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Pre-concert lecture script for the Rochester Symphony

Robert Schumann Piano Concerto in a minor
P. I. Tchaikovsky Symphony #5

Good evening ladies and gentlemen. My name is Julie Metz

The concert this evening is called “Romantic Favorites,” as you know, but I think it really should be called “19th Century Psychosis.” I have been studying and living with these two mad geniuses, Schumann and Tchaikovsky for as long as I’ve been playing my violin, 32 years. These two romantic composers par excellence, shared many a theme in common. Both studied law, decided it was not for them and took the plunge in their twenties to become composers. Later in life, through their own separate neurosis and psychosis, both tried to drown themselves in a river. Schumann because he kept hearing an A natural in his head and Tchaikovsky because he got married. Schumann did ultimately die in an insane asylum. By the way, what is the minor key of this piano concerto? You guessed it, A minor. While Schumann was in the asylum, spending his last days pouring over maps, Tchaikovsky was busy shredding his latest composition, whatever that might be, thinking that it was just not good enough. He felt that the Nutcracker was such a piece.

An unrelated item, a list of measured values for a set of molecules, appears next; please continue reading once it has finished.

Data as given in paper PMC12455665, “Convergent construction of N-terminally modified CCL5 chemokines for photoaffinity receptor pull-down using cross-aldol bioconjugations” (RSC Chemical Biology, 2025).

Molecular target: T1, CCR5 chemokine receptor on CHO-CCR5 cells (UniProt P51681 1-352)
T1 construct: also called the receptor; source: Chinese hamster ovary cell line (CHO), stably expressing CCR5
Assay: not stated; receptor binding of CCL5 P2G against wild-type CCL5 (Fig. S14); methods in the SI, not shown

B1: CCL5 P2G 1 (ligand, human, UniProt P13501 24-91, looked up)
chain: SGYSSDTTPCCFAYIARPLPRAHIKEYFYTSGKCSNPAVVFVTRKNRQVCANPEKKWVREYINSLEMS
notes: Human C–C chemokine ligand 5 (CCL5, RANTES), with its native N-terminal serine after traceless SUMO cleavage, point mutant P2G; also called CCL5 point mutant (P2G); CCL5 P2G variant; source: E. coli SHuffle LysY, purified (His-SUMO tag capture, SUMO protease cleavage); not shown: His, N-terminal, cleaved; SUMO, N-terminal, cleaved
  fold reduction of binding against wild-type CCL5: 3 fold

Robert Schumann was born in 1820. His greatest passions when he was growing up were playing the piano and reading the classics from such authors as: Schiller, Goethe, and Jean Paul Richter. He often gave this advice to young musicians: “Rest from your musical studies by industrially reading the poets. Often take exercise out into the open.” Life changed dramatically when his father died. Robert was only sixteen and his mother who saw music as the “breadless art,” decided that Robert should enroll as a law student. For four years he went to law school still practicing his piano and taking lessons from the master piano teacher, Fredrich Wieck. However, a decision had to be made. “My life” Schumann wrote, “has been a struggle between poetry and pose, or if you prefer, between music and law.” These “ice-cold definitions will crush the life out of me.” Thankfully the piano won out.

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